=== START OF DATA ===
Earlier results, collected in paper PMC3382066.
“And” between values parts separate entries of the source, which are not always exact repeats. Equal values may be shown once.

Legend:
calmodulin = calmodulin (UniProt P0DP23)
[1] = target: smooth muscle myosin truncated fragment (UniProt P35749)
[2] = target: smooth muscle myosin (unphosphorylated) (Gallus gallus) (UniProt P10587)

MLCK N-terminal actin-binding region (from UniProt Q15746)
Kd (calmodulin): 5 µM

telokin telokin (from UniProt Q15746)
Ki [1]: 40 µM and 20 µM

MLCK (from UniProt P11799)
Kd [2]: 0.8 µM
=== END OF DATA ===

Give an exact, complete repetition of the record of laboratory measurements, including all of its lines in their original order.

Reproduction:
Earlier results, collected in paper PMC3382066.
“And” between values parts separate entries of the source, which are not always exact repeats. Equal values may be shown once.

Legend:
calmodulin = calmodulin (UniProt P0DP23)
[1] = target: smooth muscle myosin truncated fragment (UniProt P35749)
[2] = target: smooth muscle myosin (unphosphorylated) (Gallus gallus) (UniProt P10587)

MLCK N-terminal actin-binding region (from UniProt Q15746)
Kd (calmodulin): 5 µM

telokin telokin (from UniProt Q15746)
Ki [1]: 40 µM and 20 µM

MLCK (from UniProt P11799)
Kd [2]: 0.8 µM